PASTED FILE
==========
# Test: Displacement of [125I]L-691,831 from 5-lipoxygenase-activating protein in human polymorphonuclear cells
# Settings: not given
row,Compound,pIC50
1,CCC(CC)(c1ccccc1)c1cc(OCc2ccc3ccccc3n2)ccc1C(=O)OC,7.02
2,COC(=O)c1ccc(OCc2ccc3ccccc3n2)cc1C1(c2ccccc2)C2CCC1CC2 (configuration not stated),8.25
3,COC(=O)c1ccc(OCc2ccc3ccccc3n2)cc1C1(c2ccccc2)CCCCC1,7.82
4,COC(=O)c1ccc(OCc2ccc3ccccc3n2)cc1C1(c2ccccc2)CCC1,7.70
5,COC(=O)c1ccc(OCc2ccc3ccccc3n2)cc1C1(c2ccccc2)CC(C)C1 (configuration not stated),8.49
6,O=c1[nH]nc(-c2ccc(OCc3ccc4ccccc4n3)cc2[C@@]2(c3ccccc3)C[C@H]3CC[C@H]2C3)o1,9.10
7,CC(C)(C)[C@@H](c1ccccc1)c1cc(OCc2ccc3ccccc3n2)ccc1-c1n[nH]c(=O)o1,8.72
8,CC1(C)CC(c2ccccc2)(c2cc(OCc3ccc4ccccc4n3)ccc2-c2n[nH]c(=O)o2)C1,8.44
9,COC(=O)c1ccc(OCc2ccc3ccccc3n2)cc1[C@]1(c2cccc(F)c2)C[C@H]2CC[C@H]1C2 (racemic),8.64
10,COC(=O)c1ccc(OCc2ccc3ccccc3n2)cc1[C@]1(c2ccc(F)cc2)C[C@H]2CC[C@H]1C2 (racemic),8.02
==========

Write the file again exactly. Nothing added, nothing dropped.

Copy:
# Test: Displacement of [125I]L-691,831 from 5-lipoxygenase-activating protein in human polymorphonuclear cells
# Settings: not given
row,Compound,pIC50
1,CCC(CC)(c1ccccc1)c1cc(OCc2ccc3ccccc3n2)ccc1C(=O)OC,7.02
2,COC(=O)c1ccc(OCc2ccc3ccccc3n2)cc1C1(c2ccccc2)C2CCC1CC2 (configuration not stated),8.25
3,COC(=O)c1ccc(OCc2ccc3ccccc3n2)cc1C1(c2ccccc2)CCCCC1,7.82
4,COC(=O)c1ccc(OCc2ccc3ccccc3n2)cc1C1(c2ccccc2)CCC1,7.70
5,COC(=O)c1ccc(OCc2ccc3ccccc3n2)cc1C1(c2ccccc2)CC(C)C1 (configuration not stated),8.49
6,O=c1[nH]nc(-c2ccc(OCc3ccc4ccccc4n3)cc2[C@@]2(c3ccccc3)C[C@H]3CC[C@H]2C3)o1,9.10
7,CC(C)(C)[C@@H](c1ccccc1)c1cc(OCc2ccc3ccccc3n2)ccc1-c1n[nH]c(=O)o1,8.72
8,CC1(C)CC(c2ccccc2)(c2cc(OCc3ccc4ccccc4n3)ccc2-c2n[nH]c(=O)o2)C1,8.44
9,COC(=O)c1ccc(OCc2ccc3ccccc3n2)cc1[C@]1(c2cccc(F)c2)C[C@H]2CC[C@H]1C2 (racemic),8.64
10,COC(=O)c1ccc(OCc2ccc3ccccc3n2)cc1[C@]1(c2ccc(F)cc2)C[C@H]2CC[C@H]1C2 (racemic),8.02